Green River National Wildlife Refuge Manager Michael Johnson says it’s going to take years to fully develop the refuge. But he’s got time—so long as community support and federal dollars keep coming.
The U.S. Department of the Interior announced in late April that $11.3 million had been approved for the GRNWR to acquire 1,335 acres to help conserve or restore wetland areas associated with waterfowl, shorebird and other bird habitat.
Acquiring that acreage and adding it to the 707 acres already a part of the refuge would put the total at just more than 2,000. Some of the current refuge land is in Horseshoe Bend and some of it on the east side of the Twin Bridges, abutting state lands.
The goal for the refuge, when it’s all said and done, is 24,000 acres, Johnson said.
Refuge administrators have identified a 53,000-acre swath of land from which they will attempt to acquire land, tract by tract.
The area from which they’ll add tracts is situated just south of the Ohio River, stretching from Horseshoe Bend in the west to beyond the Green River to the Scuffletown and Reed area in the east.
A final, or future, map detailing the refuge may show scattered tracts of land owned by the refuge intermingled with privately-owned land, much like a checkerboard.
With the federal funding in place, Johnson said the process of acquiring the tracts, slowly but surely, has begun.
The acquisitions start by contacting landowners in the area and attempting to identify willing sellers, followed by negotiations. For valuable land, that can take time, Johnson said.
The focus of a national wildlife refuge is the flora and fauna and its conservation, Johnson said.
In a mid-May interview occurring in the Horseshoe Bend area, he pointed out Indigo Buntings, flitting across the path of his government-issued truck. He said the area is also nesting grounds for other migrant birds, such as the Kentucky Warbler and the Prothonotary Warbler. All migrate to South America each year before returning to North America to breed, many on protected national wildlife refuge land, like here in Henderson.
He admits it’s sometimes hard for people who aren’t nature lovers to understand the need to protect forests and its wildlife.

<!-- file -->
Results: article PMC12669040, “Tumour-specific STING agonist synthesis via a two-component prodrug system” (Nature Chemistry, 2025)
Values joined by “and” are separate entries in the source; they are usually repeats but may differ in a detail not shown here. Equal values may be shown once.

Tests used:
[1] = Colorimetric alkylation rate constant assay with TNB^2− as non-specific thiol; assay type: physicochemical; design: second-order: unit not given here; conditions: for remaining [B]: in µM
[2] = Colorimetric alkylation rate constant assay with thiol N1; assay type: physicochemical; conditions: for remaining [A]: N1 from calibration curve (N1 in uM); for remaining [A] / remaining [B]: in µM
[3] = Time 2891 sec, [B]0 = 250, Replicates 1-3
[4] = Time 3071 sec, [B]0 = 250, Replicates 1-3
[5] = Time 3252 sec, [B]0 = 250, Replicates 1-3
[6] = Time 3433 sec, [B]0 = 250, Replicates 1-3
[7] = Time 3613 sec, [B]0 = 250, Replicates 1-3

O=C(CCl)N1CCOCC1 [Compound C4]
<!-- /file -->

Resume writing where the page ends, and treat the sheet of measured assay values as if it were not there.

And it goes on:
The direct benefits, he said, are being able to enjoy nature. The indirect benefits of preserving land include better water and air quality, and slowing the effects of climate change.
“You cannot not have this,” he said about the refuge. “This is actually human survival. It’s an aspect of the Earth’s health.
“You’ve got to have a balance of things. Forests and wetlands are all critical to our overall health as humans.”
On the current 700+ acres, people can hike, take photos and birdwatch, activities Johnson termed “wildlife dependent” recreation. Hunting, fishing and camping are currently prohibited.
“Hunting and fishing—that will be coming in the future,” he said.
Because of the unpredictable nature of the federal planning process of federal lands, including compliance and public comments, Johnson didn’t have a timeframe when hunting and fishing would be allowed.
Johnson said community support in Henderson has always been strong for the continued growth and improvement of the refuge. If that support continues, he reckons that legislators will continue to appropriate funding.
In comparison, the Clarks River National Wildlife Refuge, that cuts across McCracken and Marshall counties and which Johnson also manages, was begun in the 1990s. It now encompasses about 12,000 acres.
Green River and Clarks River are the only two national wildlife refuges in Kentucky.